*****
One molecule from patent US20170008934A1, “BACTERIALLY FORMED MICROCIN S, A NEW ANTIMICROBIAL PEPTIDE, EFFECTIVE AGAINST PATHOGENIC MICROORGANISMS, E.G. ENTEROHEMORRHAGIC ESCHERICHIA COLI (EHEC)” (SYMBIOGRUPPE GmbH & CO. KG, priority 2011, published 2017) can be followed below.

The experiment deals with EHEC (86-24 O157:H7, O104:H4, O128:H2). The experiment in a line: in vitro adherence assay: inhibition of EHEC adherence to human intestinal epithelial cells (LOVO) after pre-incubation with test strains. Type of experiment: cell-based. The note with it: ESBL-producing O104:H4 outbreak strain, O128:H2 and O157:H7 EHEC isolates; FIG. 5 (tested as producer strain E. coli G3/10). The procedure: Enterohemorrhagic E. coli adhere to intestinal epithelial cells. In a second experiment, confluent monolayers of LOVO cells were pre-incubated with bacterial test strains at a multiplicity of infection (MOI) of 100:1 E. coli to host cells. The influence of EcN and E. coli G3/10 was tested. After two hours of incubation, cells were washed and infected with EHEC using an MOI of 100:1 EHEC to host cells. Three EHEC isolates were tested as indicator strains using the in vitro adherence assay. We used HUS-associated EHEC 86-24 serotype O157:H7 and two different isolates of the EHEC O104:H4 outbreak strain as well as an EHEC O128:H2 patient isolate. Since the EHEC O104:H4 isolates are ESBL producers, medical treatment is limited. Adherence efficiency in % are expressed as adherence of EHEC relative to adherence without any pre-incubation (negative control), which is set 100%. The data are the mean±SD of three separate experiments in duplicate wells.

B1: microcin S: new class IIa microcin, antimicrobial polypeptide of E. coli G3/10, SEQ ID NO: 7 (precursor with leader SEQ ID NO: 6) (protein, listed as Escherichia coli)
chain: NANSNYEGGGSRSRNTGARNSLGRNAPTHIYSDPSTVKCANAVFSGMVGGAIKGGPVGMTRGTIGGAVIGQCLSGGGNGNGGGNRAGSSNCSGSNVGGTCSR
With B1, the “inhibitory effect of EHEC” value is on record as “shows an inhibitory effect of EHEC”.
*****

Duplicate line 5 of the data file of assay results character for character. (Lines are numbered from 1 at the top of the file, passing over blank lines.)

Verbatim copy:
With B1, the “inhibitory effect of EHEC” value is on record as “shows an inhibitory effect of EHEC”.